DENVER – The American public, along with conservation and sporting organizations, submitted yet another round of comments today on six Draft Environmental Impact Statements (DEIS) prepared by the Bureau of Land Management (BLM) in an effort to overturn bipartisan science-based plans approved in 2015 to protect habitat of the imperiled Greater Sage-Grouse. As the primary land manager for where sage-grouse are found, the BLM’s actions will play a major role in determining the bird’s future.
The BLM is reviewing how they manage for sage-grouse habitat on public lands in response to an order issued by the U.S. District Court for Idaho that placed a preliminary injunction suspending implementation of sage-grouse plans the BLM adopted in March 2019.
These proposed changes comes while the federal administration proceeds with lease sales in grouse habitat on public lands to oil and gas companies, rushes reviews of regulatory rollbacks, and undermines public review during a global pandemic and the resulting national crisis. Along with formal comments from the organization’s experts:
More than 145,000 individuals submitted comments calling on the BLM not to weaken protections for sage-grouse, clearly highlighting how important this issue is to the American public.
A group of 22 scientists and policy experts, who collectively have more than 630 years of experience studying sage-grouse and sagebrush habitats, have submitted their own letter in which they note the BLM’s failure to reflect the reality of declining sage-grouse populations in every state, continued habitat loss, and lack of scientific justification for the majority of the management decisions being proposed by the BLM.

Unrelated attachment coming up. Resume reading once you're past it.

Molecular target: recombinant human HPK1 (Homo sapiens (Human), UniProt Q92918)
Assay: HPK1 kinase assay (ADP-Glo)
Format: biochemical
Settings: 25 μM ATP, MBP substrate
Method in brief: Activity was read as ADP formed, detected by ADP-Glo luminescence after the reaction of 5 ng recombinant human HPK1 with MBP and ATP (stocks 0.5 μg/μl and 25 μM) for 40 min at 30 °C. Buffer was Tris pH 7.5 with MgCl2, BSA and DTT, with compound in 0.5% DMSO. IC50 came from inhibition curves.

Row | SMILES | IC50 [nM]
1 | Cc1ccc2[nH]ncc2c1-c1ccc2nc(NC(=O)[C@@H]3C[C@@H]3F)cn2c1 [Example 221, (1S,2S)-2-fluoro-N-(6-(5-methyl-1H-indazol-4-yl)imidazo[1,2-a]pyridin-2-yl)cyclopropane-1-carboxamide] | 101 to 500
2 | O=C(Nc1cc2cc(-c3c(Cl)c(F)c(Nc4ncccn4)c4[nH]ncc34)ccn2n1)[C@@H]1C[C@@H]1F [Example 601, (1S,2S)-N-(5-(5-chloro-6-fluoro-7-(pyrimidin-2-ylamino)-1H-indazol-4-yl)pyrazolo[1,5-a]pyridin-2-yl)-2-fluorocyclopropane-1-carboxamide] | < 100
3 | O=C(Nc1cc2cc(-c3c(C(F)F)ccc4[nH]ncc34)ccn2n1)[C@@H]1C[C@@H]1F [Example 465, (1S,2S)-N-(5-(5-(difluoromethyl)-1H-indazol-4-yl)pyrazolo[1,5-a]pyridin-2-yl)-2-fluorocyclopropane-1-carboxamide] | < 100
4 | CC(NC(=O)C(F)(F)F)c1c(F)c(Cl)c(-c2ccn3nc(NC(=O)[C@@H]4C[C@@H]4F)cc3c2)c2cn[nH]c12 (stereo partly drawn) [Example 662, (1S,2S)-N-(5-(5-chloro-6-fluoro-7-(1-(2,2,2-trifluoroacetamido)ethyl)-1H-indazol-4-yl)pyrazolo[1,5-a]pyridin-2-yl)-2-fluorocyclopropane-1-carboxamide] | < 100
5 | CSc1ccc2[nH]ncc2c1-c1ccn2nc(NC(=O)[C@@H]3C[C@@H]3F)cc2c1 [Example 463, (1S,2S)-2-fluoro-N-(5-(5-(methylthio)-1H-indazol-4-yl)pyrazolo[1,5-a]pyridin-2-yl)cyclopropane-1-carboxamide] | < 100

Below are quotes from organizations that have been actively engaged in BLM’s on-going sagebrush habitat management efforts:
“The administration is rushing through yet another effort to reduce protections for our shared public lands, and it’s the sage-grouse’s turn, again” said Nada Culver, vice president of public lands and senior policy counsel for the National Audubon Society.“There has been no real consideration of extensive habitat loss, population declines, or the lack of mitigation for habitat destruction, just a continued commitment to relax important safeguards for sagebrush habitat management that supports grouse and hundreds of other species.”
“Management of our nation’s public lands should be based on science and take the long-term needs of communities into consideration, not the short-term political gains of a few,” said Brian Rutledge, director of Audubon’s Sagebrush Ecosystem Initiative.“Proceeding based on what DC politicians think is best, as the BLM appears to be doing, will harm Greater Sage-Grouse habitat and is inconsistent with accepted science. An honest analysis would lead to a very different conclusion.”